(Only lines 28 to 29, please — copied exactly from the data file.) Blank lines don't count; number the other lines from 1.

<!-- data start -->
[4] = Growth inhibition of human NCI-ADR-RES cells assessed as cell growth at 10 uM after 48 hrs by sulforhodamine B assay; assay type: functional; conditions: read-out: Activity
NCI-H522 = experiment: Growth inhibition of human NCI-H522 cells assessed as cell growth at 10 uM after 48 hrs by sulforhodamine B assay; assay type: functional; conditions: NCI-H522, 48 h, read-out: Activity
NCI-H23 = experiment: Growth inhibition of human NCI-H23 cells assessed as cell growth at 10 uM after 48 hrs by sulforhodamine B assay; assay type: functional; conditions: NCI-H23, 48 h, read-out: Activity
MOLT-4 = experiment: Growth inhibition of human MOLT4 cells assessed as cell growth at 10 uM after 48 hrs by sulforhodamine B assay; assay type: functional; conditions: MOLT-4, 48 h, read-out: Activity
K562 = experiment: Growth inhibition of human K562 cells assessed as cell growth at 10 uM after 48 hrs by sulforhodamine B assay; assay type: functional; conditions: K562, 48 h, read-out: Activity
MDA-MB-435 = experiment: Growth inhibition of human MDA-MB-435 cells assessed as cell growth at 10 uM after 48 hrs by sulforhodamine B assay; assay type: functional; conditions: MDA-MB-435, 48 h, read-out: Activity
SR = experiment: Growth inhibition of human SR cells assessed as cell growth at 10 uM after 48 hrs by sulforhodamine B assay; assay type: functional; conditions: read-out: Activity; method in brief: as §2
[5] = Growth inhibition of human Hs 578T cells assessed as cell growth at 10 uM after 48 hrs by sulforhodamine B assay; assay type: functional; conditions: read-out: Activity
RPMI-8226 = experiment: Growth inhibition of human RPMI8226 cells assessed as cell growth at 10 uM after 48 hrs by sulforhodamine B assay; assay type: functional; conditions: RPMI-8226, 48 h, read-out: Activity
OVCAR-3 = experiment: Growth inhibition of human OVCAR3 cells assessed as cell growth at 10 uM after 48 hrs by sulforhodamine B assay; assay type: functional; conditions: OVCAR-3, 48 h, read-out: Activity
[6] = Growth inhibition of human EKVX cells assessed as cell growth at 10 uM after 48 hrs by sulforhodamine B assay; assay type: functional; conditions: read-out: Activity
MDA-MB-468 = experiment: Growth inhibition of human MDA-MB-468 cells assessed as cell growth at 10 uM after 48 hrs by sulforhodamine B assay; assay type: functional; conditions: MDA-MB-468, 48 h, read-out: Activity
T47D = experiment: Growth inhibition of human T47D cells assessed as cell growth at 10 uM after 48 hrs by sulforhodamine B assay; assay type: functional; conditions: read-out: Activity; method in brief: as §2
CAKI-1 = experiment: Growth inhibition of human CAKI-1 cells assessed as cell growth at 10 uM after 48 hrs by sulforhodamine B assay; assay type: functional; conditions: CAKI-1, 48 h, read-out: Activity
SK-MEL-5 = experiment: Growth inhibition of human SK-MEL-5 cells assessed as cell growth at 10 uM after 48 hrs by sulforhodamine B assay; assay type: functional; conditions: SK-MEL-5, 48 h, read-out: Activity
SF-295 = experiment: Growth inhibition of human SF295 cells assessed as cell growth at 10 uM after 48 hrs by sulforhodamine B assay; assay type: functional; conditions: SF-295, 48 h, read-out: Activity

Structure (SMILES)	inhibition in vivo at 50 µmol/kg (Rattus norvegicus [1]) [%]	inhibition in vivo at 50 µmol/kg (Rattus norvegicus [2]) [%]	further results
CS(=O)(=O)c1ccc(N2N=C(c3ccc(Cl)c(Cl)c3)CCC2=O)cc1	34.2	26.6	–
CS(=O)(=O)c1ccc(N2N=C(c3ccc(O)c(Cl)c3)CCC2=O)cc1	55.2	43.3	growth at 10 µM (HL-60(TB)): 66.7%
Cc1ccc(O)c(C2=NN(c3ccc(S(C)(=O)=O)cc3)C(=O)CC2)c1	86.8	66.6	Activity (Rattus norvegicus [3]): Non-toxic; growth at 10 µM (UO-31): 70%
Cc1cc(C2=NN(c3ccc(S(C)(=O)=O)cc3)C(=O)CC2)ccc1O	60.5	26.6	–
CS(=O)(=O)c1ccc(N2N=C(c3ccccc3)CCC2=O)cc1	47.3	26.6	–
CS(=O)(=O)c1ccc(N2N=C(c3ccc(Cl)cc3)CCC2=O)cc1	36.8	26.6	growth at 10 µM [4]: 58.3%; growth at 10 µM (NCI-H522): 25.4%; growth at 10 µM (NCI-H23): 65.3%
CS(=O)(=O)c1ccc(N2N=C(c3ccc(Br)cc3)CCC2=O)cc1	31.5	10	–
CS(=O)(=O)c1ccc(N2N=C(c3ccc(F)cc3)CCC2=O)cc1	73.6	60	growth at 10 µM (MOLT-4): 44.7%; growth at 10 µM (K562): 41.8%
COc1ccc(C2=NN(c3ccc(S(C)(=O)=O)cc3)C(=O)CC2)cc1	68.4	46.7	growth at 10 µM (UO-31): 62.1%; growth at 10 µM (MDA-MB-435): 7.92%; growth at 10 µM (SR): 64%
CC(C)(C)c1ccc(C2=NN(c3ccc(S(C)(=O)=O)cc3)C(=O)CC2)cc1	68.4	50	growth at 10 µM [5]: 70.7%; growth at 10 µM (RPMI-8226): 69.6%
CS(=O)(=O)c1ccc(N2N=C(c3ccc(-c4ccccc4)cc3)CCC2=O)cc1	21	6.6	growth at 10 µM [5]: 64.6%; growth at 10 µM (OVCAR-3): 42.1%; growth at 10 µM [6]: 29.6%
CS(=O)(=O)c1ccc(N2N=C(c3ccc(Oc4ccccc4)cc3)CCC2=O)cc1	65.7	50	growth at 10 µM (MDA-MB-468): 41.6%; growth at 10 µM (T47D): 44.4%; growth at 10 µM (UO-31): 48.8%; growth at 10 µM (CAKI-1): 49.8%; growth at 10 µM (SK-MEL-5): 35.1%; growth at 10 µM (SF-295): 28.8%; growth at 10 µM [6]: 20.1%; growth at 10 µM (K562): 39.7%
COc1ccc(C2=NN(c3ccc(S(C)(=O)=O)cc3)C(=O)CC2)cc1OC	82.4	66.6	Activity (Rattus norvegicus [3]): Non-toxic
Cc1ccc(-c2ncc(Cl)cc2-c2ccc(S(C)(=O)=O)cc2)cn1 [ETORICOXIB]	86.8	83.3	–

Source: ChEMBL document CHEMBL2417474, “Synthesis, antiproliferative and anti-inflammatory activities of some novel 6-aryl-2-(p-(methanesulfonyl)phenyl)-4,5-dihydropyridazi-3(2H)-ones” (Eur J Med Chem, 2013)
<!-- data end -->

CS(=O)(=O)c1ccc(N2N=C(c3ccc(-c4ccccc4)cc3)CCC2=O)cc1	21	6.6	growth at 10 µM [5]: 64.6%; growth at 10 µM (OVCAR-3): 42.1%; growth at 10 µM [6]: 29.6%
CS(=O)(=O)c1ccc(N2N=C(c3ccc(Oc4ccccc4)cc3)CCC2=O)cc1	65.7	50	growth at 10 µM (MDA-MB-468): 41.6%; growth at 10 µM (T47D): 44.4%; growth at 10 µM (UO-31): 48.8%; growth at 10 µM (CAKI-1): 49.8%; growth at 10 µM (SK-MEL-5): 35.1%; growth at 10 µM (SF-295): 28.8%; growth at 10 µM [6]: 20.1%; growth at 10 µM (K562): 39.7%